I set out to make the sauce as well as filming the process as an educational tool with the assistance of Anders, a volunteer from Denmark enrolled in the Workaway program (similar to WWOOF). Anders was very instrumental in editing the final product to put onto YouTube and as well as being great sounding board to help problem-solve any issues that we could address. I have a steady stream of volunteers come to help and they are all so keen to learn new things and help work towards my vision of this project.
The making of the video was my first attempt at filming in front of the camera for video documenting on the farm so we created a plan by making a story board and creating the steps of what we would do and say. I’ve seen some pretty ordinary B grade movies in my time, so I figured it can’t be that hard. This was a great learning experience for both Anders and myself as it was the first for us both to do the filming and editing of a complete shoot. We have both remained grounded and the minor celebrity status has not changed us.
After making the sauce, it was applied to some trees. Some say to apply the sauce during the dormant stage of growth in Autumn. We applied it at the start of Spring. This was purely to get it on so any new growth may be protected. We will see in time if it has been positive or negative.
What you need for bone sauce:
- 2 x even sized pots (any capacity, cast iron preferably)
- approx. 1/8th litre of water
- bones (enough to fill one pot)
- small gauge wire mesh (cut to a bit larger size as diameter of pots)
- clay (to seal between the two pots)
- fire starter (matches or lighter)
- a quantity of firewood for continual burning for up to 2 hours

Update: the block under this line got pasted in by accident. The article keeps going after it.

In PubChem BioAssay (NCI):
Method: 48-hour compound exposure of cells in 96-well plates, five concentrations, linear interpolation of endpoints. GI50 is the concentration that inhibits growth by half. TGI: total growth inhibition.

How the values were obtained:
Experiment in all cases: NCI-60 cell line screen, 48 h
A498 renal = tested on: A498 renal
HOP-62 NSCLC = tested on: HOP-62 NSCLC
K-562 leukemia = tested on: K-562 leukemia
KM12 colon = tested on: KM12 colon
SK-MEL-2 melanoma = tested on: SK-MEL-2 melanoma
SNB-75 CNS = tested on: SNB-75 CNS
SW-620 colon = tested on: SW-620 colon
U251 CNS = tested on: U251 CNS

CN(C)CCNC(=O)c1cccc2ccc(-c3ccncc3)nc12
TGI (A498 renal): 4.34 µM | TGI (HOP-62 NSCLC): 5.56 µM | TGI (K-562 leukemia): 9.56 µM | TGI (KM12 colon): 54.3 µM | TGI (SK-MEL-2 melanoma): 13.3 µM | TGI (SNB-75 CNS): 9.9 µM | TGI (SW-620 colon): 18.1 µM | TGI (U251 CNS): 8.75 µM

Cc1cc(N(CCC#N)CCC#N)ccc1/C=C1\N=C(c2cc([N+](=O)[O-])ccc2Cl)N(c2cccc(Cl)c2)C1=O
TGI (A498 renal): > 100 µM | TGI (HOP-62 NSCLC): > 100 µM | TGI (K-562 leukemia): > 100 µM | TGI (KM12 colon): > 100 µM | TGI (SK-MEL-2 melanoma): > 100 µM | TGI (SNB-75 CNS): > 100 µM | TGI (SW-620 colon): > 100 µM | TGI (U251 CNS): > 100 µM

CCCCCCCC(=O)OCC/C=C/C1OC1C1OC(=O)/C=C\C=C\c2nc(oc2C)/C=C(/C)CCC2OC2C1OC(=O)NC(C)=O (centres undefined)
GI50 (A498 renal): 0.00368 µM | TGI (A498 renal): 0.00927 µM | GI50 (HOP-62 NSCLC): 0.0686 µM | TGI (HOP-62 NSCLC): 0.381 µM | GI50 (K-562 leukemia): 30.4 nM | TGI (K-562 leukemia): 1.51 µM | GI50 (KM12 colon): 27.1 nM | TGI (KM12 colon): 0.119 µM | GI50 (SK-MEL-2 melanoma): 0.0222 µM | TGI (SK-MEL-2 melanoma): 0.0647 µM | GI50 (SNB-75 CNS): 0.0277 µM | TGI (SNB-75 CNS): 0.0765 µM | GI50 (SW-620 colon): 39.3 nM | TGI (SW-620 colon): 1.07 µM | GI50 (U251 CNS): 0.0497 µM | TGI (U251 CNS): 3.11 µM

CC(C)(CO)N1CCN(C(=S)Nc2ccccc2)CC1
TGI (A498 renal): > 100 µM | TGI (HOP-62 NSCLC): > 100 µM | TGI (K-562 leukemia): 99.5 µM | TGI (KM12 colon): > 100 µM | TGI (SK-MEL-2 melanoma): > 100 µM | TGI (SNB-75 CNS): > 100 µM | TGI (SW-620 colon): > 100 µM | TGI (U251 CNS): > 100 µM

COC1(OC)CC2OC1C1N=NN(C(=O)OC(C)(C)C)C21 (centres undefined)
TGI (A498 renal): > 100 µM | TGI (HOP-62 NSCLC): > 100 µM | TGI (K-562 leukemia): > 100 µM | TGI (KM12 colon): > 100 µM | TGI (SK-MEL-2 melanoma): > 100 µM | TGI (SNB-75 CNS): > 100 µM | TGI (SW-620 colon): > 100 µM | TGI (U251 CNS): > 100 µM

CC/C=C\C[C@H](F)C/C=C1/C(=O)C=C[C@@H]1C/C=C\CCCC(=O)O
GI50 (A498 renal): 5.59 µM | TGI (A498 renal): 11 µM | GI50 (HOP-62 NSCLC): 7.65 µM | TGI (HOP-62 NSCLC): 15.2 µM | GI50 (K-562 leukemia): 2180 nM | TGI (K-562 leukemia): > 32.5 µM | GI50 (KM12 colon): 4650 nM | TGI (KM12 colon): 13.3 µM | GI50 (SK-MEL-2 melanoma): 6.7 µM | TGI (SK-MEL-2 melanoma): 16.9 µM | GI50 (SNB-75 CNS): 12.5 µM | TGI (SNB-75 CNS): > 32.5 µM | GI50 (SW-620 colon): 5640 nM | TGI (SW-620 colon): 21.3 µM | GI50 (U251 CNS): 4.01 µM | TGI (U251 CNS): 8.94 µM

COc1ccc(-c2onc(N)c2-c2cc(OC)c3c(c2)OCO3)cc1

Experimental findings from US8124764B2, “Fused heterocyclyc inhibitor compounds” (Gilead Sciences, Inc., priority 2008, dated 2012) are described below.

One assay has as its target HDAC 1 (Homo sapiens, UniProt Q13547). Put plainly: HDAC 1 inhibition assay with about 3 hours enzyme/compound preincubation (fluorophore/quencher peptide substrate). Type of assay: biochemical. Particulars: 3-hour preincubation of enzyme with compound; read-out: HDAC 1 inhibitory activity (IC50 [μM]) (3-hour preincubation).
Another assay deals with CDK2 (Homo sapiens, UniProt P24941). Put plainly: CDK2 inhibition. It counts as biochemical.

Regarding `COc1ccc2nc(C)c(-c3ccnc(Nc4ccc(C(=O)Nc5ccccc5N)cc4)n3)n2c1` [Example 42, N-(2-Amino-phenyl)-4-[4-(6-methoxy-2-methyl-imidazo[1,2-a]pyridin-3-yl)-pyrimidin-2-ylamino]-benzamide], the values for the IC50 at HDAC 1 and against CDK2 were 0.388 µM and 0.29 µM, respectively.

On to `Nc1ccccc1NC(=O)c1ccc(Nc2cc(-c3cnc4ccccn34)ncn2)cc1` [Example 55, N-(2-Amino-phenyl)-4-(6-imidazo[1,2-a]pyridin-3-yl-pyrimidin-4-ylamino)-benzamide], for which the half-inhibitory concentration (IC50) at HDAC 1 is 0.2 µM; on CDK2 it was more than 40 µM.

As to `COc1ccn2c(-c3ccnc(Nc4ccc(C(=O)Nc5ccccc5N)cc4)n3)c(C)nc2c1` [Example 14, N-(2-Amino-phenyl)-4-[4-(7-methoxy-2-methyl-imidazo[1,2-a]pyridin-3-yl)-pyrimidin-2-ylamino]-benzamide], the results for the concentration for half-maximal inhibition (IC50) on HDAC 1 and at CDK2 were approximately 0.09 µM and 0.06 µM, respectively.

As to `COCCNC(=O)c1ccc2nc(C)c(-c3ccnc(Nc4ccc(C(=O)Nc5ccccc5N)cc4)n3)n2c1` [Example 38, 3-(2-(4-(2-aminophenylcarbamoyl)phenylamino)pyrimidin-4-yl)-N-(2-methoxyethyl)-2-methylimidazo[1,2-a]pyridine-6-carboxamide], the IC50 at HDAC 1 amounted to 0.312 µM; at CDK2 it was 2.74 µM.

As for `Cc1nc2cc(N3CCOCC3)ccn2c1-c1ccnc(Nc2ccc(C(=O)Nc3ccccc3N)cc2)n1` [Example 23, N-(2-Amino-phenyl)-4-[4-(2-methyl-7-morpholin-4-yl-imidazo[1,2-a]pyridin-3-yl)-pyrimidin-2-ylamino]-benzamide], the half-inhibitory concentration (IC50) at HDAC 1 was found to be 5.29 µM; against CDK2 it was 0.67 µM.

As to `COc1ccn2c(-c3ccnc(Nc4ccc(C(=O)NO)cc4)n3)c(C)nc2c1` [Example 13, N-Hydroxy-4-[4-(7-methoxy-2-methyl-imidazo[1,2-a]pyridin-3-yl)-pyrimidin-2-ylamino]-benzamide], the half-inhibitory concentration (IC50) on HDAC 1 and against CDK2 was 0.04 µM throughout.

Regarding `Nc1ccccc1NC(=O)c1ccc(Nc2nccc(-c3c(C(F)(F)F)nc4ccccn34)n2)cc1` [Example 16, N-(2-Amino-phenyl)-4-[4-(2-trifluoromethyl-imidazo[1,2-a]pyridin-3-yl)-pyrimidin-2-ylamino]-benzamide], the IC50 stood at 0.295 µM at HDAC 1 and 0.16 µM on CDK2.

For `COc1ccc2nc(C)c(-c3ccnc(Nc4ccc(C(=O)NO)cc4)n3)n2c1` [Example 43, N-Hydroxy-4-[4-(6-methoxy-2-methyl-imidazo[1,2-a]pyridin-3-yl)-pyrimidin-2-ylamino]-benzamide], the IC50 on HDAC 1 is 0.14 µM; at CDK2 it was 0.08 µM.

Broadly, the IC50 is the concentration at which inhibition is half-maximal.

- loose dirt
- 1- 2 jars, depending on quantity of resulting bone sauce
- paint brush
- Choose an area where wind will not present a problem when lighting a fire.
- Select pots — we used 2 x 10 litre cast iron camp ovens. Remove handles and lids.
- Dig a hole to suit the outside diameter of the pot. A snug fit is best. Dig the hole so the pot sits on the base of the hole with at least 20mm of the pot protruding from ground level. Level the pot as well as possible.
- Pour in approx. 1/8th litre of water.
- Add bones into the second pot, and pack down firmly. Take the precut wire mesh and cover the second pot. Bend the edges of the wire mesh to hug the outside contours of the pot. Then carefully invert the pot and place it atop the first pot so both pots are joined evenly.
- Take the clay and mould it around the join of the pots with approx. 20mm overlap from the join with a 20mm thick layer all around, ensuring clay adheres to the pot and is pressed onto the join of the pots.
- Then create a teepee structure with the firewood over the entire pot. Use some kindling to help with starting the fire. Once the firewood is stacked, light the firewood and let burn for two hours. Replenish the firewood as it burns down, continually tending the coals to keep the pots covered. After approx. two hours of burning, clear away the coals and remaining firewood and cover the pots with dirt in a mound like shape with an even 150mm layer all over. Pack down the dirt with the shovel, taking care not to disturb the pots.
- Let the pots rest for 24 hours and bake residual heat in the mounded dirt.
- After 24 hours, carefully remove all the dirt from around the pots. Be careful not to disturb the pots’ seal of clay. Then chip away at the baked clay and fully remove it from the pots’ seal. Once removed, broom away any further loose dirt to avoid it entering the pot chamber. Then carefully lift the top pot away from the bottom pot. Put top pot aside as it is no longer needed. Inspect the contents of the bottom pot. This is the remnant of marrow, meat and fat. It could range from dark to light coloured sludge. It should smell awful.
- Pour contents of bottom pot into a jar for storage and take care not to spill any on clothing, as the smell tends to stay with you.
On reflection, we could have burnt the fire for longer to render down the sauce further, as it did not quite look like the sauce in Sepp’s video. We may not have considered that pine timber (may have been used in Sepp’s video) burns hotter than the blue gum and stringy bark we used. Nonetheless, it is similar to other results I have seen since. We might be onto a winner. We will observe the trees in the future and see what the possums do. As this is all research, we need to try and retry until the results are conclusive. There could be a few late nights.
We are eager and getting ready for our next filming gig on the farm.